‘Spring Awakening’ Brings Issues to Light

‘Spring Awakening’ Brings Issues to Light

The Theatre Department’s “Spring Awakening” opens on April 16 at 7:30 p.m. and continues its run April 17, 18, 22-26. The April 26 show is a matinee that begins at 2 p.m. All other shows begin at 7:30 p.m. with a pre-show talk beginning before the April 23 show. -Brittny Roberts

One of my favorite things about musicals as a medium is the way powerful issues can be told and made approachable through the use of song.

“Rent” addressed the growing issues with drug addiction and AIDS at the time it was produced. The original novel of “Les Miserables” is nearly 3,000 pages long, which is condensed to roughly three hours in a musical that still gets a lot of major themes across. While I am not familiar with the original story “Spring Awakening” is based on, it seems the idea carries to this piece as well.

The 19th century German setting may, at first, turn some people away, thinking the piece is antiquated and has no relation to a modern audience. The songs help to make the play contemporary. If one were to listen to the soundtrack alone, the songs would sound like something from present day. In fact, if a person had no background on this play and there were no German names, anyone could think this play was set in 2015.

Speaking of the music, I could not help but tap my feet along with the songs. This is truly a rock musical, full of energy and defiance to its very core. While very serious topics are addressed and the songs to reflect that when appropriate, the real ear worms are the songs that exude angst and insubordination, which perfectly sums up any teenager.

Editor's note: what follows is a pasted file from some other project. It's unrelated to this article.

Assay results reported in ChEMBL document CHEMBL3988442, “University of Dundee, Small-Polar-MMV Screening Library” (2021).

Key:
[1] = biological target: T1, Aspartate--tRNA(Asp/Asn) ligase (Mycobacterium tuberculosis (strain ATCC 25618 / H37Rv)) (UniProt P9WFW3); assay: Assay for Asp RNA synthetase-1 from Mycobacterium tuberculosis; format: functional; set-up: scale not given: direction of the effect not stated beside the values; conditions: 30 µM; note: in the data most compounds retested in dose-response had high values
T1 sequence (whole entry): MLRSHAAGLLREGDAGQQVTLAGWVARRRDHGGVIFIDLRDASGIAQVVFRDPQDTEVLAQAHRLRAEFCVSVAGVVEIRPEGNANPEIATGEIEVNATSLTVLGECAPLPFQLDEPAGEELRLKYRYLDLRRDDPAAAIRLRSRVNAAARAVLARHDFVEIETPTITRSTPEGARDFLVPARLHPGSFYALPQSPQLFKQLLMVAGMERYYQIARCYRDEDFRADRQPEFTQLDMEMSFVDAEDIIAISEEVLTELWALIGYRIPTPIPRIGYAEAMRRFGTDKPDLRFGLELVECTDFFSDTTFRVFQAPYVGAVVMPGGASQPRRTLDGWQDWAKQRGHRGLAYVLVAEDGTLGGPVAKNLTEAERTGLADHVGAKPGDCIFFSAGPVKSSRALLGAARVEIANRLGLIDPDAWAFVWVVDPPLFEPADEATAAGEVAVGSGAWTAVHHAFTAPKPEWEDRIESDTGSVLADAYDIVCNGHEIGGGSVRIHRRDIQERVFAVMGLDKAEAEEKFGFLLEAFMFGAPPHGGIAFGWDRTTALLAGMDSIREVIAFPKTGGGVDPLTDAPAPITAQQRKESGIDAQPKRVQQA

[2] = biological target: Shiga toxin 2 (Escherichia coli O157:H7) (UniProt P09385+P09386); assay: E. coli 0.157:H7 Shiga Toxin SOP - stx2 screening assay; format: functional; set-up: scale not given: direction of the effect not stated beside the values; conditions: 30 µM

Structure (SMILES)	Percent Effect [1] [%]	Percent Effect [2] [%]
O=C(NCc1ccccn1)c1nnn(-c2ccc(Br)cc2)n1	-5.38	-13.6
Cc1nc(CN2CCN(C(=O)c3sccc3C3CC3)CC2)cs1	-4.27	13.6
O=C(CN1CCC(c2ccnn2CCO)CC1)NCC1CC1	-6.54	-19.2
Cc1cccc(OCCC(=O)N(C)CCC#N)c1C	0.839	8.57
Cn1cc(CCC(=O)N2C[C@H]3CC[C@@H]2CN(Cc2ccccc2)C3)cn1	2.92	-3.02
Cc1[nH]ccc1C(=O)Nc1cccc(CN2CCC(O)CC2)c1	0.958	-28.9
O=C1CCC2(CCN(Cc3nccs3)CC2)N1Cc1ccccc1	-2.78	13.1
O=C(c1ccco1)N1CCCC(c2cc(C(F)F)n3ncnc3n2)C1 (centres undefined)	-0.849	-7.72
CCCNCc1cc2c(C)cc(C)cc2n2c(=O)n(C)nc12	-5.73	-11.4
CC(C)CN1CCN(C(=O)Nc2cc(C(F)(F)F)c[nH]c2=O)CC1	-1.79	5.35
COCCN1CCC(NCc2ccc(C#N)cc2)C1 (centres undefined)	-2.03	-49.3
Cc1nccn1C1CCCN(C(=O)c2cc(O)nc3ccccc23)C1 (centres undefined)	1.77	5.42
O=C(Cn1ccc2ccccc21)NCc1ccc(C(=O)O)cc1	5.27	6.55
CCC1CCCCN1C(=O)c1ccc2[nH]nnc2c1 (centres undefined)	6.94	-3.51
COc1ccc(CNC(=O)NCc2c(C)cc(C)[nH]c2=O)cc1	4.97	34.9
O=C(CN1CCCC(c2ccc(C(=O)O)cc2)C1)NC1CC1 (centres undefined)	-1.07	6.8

All of the teenagers in the play deal with issues that are still relevant today, especially for those living in the buckle of the Bible Belt. Sex is not often an issue fully addressed in our conservative society, and “Spring Awakening” addresses the repercussions of not fully educating future generations.

I really enjoyed the creative decision to make each authority figure, such as everyone’s parents and the teachers, played by only two actors. It really carries the message that every figure of authority in the play is just an interchangeable face, all working to stifle the children and keep them in line with proper society.

As mentioned by anyone promoting this play, it is for mature audiences. I do not consider myself conservative, but some scenes even made me blush. Not only are there what I will call “simulations” throughout the play, but also things like suicide and abuse. Don’t just leave the kids at home, but anyone you think may object to these topics being discussed.

The messages of the play not only apply to teenagers and puberty, but also college students. College is a very stressful time when students have a tendency to get wrapped up in their own lives. They may not realize when others need help or how their actions impact others. Students are in this limbo point in life where they are on the brink of adulthood but often still feel like children. It’s a tough time in life, and this piece is perfect for a university audience.

I feel like the entire theme is summed up in one line by Melchior’s mother: “Surely you boys are at an age to decide what is good for you and what is not.

The play opens on April 16 at 7:30 p.m. and continues its run April 17, 18, 22-26. The April 26 show is a matinee that begins at 2 p.m. All other shows begin at 7:30 p.m. with a pre-show talk beginning before the April 23 show.

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